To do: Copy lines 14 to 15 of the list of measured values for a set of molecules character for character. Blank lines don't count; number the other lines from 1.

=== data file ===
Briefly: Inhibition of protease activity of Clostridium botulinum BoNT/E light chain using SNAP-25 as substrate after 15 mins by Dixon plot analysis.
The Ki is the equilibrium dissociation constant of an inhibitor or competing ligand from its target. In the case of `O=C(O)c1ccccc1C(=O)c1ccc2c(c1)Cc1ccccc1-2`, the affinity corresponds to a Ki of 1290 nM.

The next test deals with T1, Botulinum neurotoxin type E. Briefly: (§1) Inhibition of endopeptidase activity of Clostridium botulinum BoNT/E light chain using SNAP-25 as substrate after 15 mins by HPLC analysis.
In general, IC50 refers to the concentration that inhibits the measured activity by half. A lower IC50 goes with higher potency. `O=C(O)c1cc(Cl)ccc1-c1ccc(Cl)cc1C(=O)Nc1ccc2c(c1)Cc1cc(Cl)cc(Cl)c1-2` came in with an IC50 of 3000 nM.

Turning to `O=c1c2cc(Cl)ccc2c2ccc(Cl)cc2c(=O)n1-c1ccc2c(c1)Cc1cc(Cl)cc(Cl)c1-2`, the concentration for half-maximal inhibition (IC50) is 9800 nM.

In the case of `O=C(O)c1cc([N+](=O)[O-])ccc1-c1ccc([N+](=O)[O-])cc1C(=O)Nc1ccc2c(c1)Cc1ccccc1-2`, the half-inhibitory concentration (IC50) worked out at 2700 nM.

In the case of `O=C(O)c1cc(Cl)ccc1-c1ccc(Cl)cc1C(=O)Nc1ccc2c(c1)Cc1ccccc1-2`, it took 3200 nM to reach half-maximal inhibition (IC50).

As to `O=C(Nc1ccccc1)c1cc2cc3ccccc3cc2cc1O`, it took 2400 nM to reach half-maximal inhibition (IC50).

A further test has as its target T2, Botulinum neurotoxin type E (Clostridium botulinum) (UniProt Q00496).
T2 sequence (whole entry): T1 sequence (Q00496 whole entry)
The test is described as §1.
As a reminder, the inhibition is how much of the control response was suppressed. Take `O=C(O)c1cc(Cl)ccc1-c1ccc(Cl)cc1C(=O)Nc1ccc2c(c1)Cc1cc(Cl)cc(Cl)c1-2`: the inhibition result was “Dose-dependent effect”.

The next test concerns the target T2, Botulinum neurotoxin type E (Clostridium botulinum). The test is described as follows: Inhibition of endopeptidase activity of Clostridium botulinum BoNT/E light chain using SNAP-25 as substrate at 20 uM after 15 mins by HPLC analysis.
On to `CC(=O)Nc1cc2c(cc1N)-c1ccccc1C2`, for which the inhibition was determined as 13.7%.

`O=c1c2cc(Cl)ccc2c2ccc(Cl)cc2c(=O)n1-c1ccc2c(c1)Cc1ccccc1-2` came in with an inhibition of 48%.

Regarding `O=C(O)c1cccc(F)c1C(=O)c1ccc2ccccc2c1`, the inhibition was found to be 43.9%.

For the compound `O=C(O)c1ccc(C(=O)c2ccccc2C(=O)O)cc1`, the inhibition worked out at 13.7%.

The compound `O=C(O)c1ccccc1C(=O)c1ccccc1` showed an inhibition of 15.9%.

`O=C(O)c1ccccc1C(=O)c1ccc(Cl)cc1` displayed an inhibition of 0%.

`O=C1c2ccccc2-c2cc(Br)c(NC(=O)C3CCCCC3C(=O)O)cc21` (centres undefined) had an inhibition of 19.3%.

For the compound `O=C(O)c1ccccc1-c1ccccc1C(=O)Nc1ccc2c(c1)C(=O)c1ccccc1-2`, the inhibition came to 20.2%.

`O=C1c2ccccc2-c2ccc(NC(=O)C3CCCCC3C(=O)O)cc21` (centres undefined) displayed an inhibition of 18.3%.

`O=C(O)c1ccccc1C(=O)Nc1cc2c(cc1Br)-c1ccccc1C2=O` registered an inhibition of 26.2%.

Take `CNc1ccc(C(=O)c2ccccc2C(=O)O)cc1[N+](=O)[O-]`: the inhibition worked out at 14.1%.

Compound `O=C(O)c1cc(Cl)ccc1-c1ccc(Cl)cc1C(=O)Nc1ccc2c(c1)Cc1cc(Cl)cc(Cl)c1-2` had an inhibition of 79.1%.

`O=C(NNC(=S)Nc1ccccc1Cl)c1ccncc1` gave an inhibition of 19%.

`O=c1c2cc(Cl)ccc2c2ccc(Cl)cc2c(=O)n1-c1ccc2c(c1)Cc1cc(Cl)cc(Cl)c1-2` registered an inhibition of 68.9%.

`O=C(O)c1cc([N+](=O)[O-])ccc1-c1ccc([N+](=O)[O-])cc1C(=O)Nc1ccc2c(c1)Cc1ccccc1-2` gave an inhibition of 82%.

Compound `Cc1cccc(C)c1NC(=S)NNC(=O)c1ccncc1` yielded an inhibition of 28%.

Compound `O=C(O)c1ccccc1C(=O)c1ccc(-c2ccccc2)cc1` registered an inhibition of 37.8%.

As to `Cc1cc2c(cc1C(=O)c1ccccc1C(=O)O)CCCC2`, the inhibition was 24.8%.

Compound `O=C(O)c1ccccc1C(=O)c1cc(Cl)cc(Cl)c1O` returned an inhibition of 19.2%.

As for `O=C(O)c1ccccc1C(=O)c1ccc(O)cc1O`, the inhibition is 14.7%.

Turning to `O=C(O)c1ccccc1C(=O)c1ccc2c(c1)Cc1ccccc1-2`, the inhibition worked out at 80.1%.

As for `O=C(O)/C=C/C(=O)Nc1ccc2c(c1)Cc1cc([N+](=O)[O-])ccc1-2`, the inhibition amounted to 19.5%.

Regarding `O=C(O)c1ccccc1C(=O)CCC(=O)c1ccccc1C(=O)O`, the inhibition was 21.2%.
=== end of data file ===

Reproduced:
On to `CC(=O)Nc1cc2c(cc1N)-c1ccccc1C2`, for which the inhibition was determined as 13.7%.

`O=c1c2cc(Cl)ccc2c2ccc(Cl)cc2c(=O)n1-c1ccc2c(c1)Cc1ccccc1-2` came in with an inhibition of 48%.